by Collin Reischman
Jefferson City, Mo. — Bryan Cave LLC is a name most in Jefferson City will know particularly if they work in the Capitol. With more than 1,100 lawyers and professionals worldwide and a host of heavy-hitting clients, Bryan Cave is one of the most influential and effective firms in the state.
They represent business and entrepreneurial interests, and there is nothing surprising about that. Bryan Cave attorneys have won awards for their field all over the country. In California, Washington DC, North Carolina and Georgia, Bryan Cave lawyers get recognition for their work, and the ability of their firm to get things done. But there is nothing surprising about that. After all, Bryan Cave has 24 offices worldwide and is a household name for state government officials all over the country.
Guy Black, Manager of Governmental Affairs for Bryan Cave in Jefferson City, is a little surprising, though. Black doesn’t have a law degree, or a degree in political science or government. No, Black attended Drury University in Springfield, Missouri. Of course, that was when it was known as Drury College. He received a degree in Liberal Arts, and then started working in Jefferson City.
“I’d say I studied more political science courses than anything else,” Black told The Missouri Times. “I took a civics class in high school which got me very interested in the whole process. Once I started taking courses at Drury I just found that I’ve always really enjoyed public policy and politics and government.”
Black isn’t a lawyer, but that hasn’t stopped him from rising up through the ranks of Bryan Cave after working in the Capitol building. Black’s expertise, and his understanding of Missouri politics, began as a staffer in the Capitol building.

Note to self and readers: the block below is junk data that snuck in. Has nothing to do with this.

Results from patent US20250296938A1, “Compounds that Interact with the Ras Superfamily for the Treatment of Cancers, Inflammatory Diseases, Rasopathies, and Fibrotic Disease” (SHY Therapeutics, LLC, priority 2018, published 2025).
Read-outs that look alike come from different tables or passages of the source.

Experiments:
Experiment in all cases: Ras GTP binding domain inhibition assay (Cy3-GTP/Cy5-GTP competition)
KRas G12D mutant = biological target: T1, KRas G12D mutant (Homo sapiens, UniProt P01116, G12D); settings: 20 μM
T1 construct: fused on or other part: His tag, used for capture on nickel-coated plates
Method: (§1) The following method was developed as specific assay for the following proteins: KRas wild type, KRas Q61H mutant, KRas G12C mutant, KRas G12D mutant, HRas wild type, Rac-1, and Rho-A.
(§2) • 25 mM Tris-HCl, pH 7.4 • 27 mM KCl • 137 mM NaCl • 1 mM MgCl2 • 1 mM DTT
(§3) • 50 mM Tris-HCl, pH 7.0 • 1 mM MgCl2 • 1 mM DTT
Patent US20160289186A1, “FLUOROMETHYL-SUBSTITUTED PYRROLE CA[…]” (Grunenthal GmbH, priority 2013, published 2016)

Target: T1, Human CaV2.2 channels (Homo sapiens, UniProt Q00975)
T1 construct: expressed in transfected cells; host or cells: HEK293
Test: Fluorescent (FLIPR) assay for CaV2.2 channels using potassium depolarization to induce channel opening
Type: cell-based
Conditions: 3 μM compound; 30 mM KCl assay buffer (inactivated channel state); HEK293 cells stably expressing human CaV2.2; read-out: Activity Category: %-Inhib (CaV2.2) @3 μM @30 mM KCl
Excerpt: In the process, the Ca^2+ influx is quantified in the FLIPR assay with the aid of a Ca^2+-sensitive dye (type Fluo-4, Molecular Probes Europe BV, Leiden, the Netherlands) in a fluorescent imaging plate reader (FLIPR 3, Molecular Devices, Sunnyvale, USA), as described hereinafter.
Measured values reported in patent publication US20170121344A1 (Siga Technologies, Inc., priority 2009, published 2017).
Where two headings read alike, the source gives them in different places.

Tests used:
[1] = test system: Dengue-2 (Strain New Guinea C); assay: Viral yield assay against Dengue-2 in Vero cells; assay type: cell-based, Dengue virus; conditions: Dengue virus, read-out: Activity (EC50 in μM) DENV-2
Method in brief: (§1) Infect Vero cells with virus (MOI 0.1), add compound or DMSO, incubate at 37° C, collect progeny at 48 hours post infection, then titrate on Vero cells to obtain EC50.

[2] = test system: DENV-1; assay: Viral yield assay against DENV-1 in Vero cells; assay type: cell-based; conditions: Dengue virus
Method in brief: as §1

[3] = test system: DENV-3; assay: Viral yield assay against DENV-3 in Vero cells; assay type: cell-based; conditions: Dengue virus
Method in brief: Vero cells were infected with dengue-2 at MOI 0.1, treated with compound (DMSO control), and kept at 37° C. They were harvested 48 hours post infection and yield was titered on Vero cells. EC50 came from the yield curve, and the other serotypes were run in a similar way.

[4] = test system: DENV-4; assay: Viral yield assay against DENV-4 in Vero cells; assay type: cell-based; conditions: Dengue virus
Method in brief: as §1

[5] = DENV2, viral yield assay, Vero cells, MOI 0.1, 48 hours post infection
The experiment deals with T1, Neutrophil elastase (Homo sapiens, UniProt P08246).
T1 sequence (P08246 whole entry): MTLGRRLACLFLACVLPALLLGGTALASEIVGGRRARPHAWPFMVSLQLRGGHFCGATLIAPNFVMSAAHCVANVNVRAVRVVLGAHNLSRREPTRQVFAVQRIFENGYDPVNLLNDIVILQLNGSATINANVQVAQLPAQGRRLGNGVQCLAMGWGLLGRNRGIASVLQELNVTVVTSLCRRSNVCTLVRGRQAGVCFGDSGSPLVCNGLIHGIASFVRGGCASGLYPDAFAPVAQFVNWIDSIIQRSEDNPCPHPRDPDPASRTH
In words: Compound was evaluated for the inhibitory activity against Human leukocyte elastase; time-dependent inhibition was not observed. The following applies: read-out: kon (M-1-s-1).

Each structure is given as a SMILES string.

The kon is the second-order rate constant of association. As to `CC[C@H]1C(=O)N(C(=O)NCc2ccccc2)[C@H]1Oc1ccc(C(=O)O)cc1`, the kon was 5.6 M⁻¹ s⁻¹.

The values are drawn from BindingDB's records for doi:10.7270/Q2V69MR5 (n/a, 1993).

Black worked for former State Senator, David Klarich. It wasn’t long after that when he started working for then-United States Senator Kit Bond, R-MO. Black worked with Bond in Springfield before traveling to Washington D.C. to work in Congress with Bond.
“There are certain parts of that work that is very similar to state politics,” Black said. “But there is also a lot that is vastly different. The size, scope and complexity of the federal government, you can’t even imagine.”
Black eventually returned to Missouri and started working for Bryan Cave, where he has been for 11 years. He maintains he has no single issue that sparks his passion, but he does speak warmly of the pro-bono work he and the firm have done.
“Several years ago I did some pro-bono work on Sickle Cell Anemia, to improve funding for Sickle Cell, and I felt very good about that work, it was really important work to do,” Black said.
His work may not allow for much free time, but the time he does get, he spends with his 7-year-old daughter, Anna. Like her father, she is an avid duck hunter.
“She started going to the blind with me when
she was about 3, she’s been doing it ever since,” Black said. “I think she has a very promising future as a duck hunter. She’ll always be a better duck hunter than her daddy, and that’s all that matters.”
They’ve got their own Duck Club, they call it, in Henry County. The family farm, in Northern Missouri, is the site of plenty of father-daughter bonding as well.
“We try to spend our weekends and holidays on the farm,” Black said. “My daughter is incredible, and spending that time with her is the best use of my free time I can think of.”
They have two labs, gold and black, that they bring to fetch the birds. The golden lab, Faith, is Black’s. But the black lab, Molly, belongs to Anna.
“She’s very insistent about that,” Black said. “Molly belongs to her. Plain and simple.”
Black will be busy this session. He doesn’t like talking about his specific clients, in order to protect their privacy. But he is representing the Missouri Industrial Energy Consumers (MIEC), which is currently in a 12-round fight over Senate Bill 207, the Infrastructure System Replacement Surcharge bill.
He’ll be working hard all session, handling SB 207 on behalf of his clients, and finding time for his daughter. It’s worth mentioning that he has a sense of humor. The Missouri Times asked Black what his favorite color was. He responded wryly: